Reflections on the day before I turn fifty:
I remember sitting in school during seventh grade and for some reason we were figuring out what year it would be when we were different ages. I don't think I even looked at what year I would turn 50. I probably didn't think I'd live that long. Most days I wasn't sure I was going to make it to tomorrow, because my Mother was really going to kill me one day. She threatened to beat me within an inch of my life quite regularly. (*Note: I was not abused. I believe that being threatened to be beaten to within an inch of your life was a term of endearment. After all, back then we thought our parents could really kill us and get away with it. She was at least going to let me live within an inch of death.)
My mother was and is a southern lady. She was raised to carry herself a certain way in public and to always, always be gentle and dainty. I was a great disappointment to the woman who was so looking forward to dressing her little girl in lace. She referred to me as "a bull in a china closet." Try as hard as she could, she could not turn a pigs ear into a silk purse. From the time I was old enough to get the clothes off that she had carefully put on me, my mother would find those frilly underwear with the lace on the bottom in trees, bushes, or just flung in the front yard. Evidently, at the time, I would rather run around without any than wear panties with lace on them. I wore the dresses she forced on me, but my knees and elbows were always skinned. One time she paid good money to have my hair permed at the "Beauty Shop," which I stood under the rain spout and washed out as soon as we got home. Thank goodness my Dad stopped her from ending my life that day.
I did Cotillion, tap lessons, piano lessons, and was taught how to act as a young lady. The problem was I just didn't care to act that way. I wanted the Tonka truck my brother got at Christmas not the doll baby. By sixth grade I was heavily into competitive sports. If I wasn't dribbling a basketball in the house or leaving fingerprints on the doorjams, (try as I might I was just too damn short to swing from the doors, but I could leave dirty prints as high as I could reach,) I was throwing a softball against the house or hitting a tennis ball through a dining room window. Dad saved me that day, too.
So by seventh grade, I just knew I would never make it to 50. I was surprised that I had somehow survived many childhood close calls, all of which were caused by the normal momentary lapses in reasoning powers associated with children. Who knew if you smashed two hammers together as hard as you could that a piece of shrapnel would lodge in your chest very close to your heart? When I dropped my new banana bike over the edge and flew down "Honda Hill," which was a very steep hill with a blind curve at the bottom, I certainly didn't know my brother and his friends had built a cement block wall at the bottom. How could I predict that jumping on a pogo stick with no hands, on a wet cement porch, would lead to me being paralyzed long enough to scare my parents half to death? And really, how could they expect me and my buddy to know the guy that worked at the courthouse (Both our moms worked there and we lived near the county courthouse.) was a felon on work release when we bought him the jeans and new shirt, so he wouldn't have to wear the white shirt and pants he always wore. I mean you really can't hold a couple of twelve year olds responsible for aiding in an escape, can you?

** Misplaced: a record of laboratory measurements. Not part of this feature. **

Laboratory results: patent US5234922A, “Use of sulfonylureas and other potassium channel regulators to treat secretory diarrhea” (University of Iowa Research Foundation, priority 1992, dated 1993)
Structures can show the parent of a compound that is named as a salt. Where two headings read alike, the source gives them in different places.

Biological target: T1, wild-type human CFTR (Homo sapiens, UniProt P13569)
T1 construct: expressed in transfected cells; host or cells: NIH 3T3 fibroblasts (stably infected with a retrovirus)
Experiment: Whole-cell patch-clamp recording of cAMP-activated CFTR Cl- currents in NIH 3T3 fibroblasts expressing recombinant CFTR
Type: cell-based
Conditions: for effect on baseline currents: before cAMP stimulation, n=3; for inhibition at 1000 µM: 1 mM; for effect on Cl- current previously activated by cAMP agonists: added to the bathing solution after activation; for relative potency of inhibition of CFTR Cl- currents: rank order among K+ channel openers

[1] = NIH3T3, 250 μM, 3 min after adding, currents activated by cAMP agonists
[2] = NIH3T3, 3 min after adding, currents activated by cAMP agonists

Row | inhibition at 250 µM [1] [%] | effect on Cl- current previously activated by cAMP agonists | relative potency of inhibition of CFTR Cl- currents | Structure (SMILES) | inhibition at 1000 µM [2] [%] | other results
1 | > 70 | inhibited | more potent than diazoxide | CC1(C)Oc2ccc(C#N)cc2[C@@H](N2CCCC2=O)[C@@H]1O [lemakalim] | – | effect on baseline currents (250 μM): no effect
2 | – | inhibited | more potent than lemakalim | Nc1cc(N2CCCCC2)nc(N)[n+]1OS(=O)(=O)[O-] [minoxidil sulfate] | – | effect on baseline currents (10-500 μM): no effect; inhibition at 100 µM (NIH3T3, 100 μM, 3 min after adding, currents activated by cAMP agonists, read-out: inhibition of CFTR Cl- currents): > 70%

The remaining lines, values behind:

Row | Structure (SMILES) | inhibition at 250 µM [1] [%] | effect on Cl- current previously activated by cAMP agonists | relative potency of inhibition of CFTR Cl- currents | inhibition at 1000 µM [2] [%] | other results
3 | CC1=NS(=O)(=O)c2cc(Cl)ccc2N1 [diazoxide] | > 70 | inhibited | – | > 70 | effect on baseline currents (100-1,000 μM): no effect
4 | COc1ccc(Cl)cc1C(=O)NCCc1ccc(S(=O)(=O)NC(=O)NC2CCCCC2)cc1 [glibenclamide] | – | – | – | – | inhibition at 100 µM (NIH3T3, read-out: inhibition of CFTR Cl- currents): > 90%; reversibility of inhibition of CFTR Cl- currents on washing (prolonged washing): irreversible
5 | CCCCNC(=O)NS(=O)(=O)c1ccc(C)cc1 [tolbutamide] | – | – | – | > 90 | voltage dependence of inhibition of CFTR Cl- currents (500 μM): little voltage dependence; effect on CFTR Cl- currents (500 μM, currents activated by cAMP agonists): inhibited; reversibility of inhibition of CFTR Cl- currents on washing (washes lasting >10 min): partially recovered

My teenage years were no less exciting and filled with stupidity, but damn that was fun. My best friend and I... well, there are some stories that are just better left untold. Just know that it is really, really illegal to drive on Jockey's Ridge National Park and the Wright Brother's weren't the only folks flying down on that beach. To add to the danger of teenage driving, I was taught to drive by my father who raced cars until my Mom made him stop because he had kids. I lost my driver's license for thirty days for having too many speeding tickets before I turned 18, but I can flat drive a car fast, very fast. The next thirty years had their close calls and I can't really blame them on childhood folly. I can only thank blind luck for my still being here on this earth.
It's like yesterday when I leaned the ladder on the tree I had just cut down. Yes, that's right, I had just cut the tree down, but it did not fall. Instead the trunk end fell and stuck in the big flower tub and the top hung up on the cable line running to my house. I climbed that ladder with a chainsaw and cut the top out of the tree so I could move the line. Mind you, I was alone except for the Cable guy working on my phone line. He laughed, said he wished he could help, but company policy meant he couldn't get involved. He did say he would call 911 if this all went badly. It did not and I got the tree down and left the cable undamaged.
While I was on top of that ladder, swaying back and forth, I thought about what Deb would say at the hospital, after she made sure I wasn't going to die. We've had this conversation several times in the 24 years she's been witness to my fearless idiocies. With one eyebrow raised and in that "I'm older and wiser than you and I don't do stupid stuff like this" tone, she would say, "Honey, you really didn't think that through, did you?" I'm sure that would be followed with, "And exactly how old are you?"
If I wasn't hurt too bad, I might say, "Is that in lesbian years? Cause in lesbian years we've been married like 75 years."
Really, some people wig out about getting old and I have to admit saying I'm fifty is a little daunting, but then I am lucky to be here. So woo-hoo, I'm fifty years old. I never thought I'd make it to this age so everything from here on out is a bonus.